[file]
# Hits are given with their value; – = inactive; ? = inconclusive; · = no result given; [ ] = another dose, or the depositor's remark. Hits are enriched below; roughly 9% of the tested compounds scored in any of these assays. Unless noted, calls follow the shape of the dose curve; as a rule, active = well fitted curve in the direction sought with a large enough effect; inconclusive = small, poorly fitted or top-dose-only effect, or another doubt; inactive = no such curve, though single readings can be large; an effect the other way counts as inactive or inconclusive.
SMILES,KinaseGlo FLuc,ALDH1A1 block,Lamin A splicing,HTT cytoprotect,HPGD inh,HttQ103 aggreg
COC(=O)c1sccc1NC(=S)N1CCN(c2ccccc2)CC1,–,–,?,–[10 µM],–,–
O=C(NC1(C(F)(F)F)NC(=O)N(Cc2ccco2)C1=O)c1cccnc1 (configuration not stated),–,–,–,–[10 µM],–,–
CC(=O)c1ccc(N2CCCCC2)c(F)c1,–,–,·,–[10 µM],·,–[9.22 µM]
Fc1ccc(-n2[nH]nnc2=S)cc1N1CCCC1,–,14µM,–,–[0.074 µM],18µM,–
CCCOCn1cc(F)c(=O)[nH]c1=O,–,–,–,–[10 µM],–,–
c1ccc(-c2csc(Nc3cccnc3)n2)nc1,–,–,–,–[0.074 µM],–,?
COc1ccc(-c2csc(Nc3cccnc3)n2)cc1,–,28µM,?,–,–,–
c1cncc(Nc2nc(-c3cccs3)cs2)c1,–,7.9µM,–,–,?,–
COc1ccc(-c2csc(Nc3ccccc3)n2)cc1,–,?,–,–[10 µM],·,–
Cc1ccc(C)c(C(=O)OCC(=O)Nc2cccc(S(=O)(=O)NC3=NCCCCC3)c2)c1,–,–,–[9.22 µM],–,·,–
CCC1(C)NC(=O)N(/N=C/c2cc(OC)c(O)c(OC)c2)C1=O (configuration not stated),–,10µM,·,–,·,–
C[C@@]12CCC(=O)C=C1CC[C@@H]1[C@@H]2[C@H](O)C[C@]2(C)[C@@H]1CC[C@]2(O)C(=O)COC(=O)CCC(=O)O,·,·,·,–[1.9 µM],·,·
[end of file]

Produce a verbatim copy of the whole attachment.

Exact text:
# Hits are given with their value; – = inactive; ? = inconclusive; · = no result given; [ ] = another dose, or the depositor's remark. Hits are enriched below; roughly 9% of the tested compounds scored in any of these assays. Unless noted, calls follow the shape of the dose curve; as a rule, active = well fitted curve in the direction sought with a large enough effect; inconclusive = small, poorly fitted or top-dose-only effect, or another doubt; inactive = no such curve, though single readings can be large; an effect the other way counts as inactive or inconclusive.
SMILES,KinaseGlo FLuc,ALDH1A1 block,Lamin A splicing,HTT cytoprotect,HPGD inh,HttQ103 aggreg
COC(=O)c1sccc1NC(=S)N1CCN(c2ccccc2)CC1,–,–,?,–[10 µM],–,–
O=C(NC1(C(F)(F)F)NC(=O)N(Cc2ccco2)C1=O)c1cccnc1 (configuration not stated),–,–,–,–[10 µM],–,–
CC(=O)c1ccc(N2CCCCC2)c(F)c1,–,–,·,–[10 µM],·,–[9.22 µM]
Fc1ccc(-n2[nH]nnc2=S)cc1N1CCCC1,–,14µM,–,–[0.074 µM],18µM,–
CCCOCn1cc(F)c(=O)[nH]c1=O,–,–,–,–[10 µM],–,–
c1ccc(-c2csc(Nc3cccnc3)n2)nc1,–,–,–,–[0.074 µM],–,?
COc1ccc(-c2csc(Nc3cccnc3)n2)cc1,–,28µM,?,–,–,–
c1cncc(Nc2nc(-c3cccs3)cs2)c1,–,7.9µM,–,–,?,–
COc1ccc(-c2csc(Nc3ccccc3)n2)cc1,–,?,–,–[10 µM],·,–
Cc1ccc(C)c(C(=O)OCC(=O)Nc2cccc(S(=O)(=O)NC3=NCCCCC3)c2)c1,–,–,–[9.22 µM],–,·,–
CCC1(C)NC(=O)N(/N=C/c2cc(OC)c(O)c(OC)c2)C1=O (configuration not stated),–,10µM,·,–,·,–
C[C@@]12CCC(=O)C=C1CC[C@@H]1[C@@H]2[C@H](O)C[C@]2(C)[C@@H]1CC[C@]2(O)C(=O)COC(=O)CCC(=O)O,·,·,·,–[1.9 µM],·,·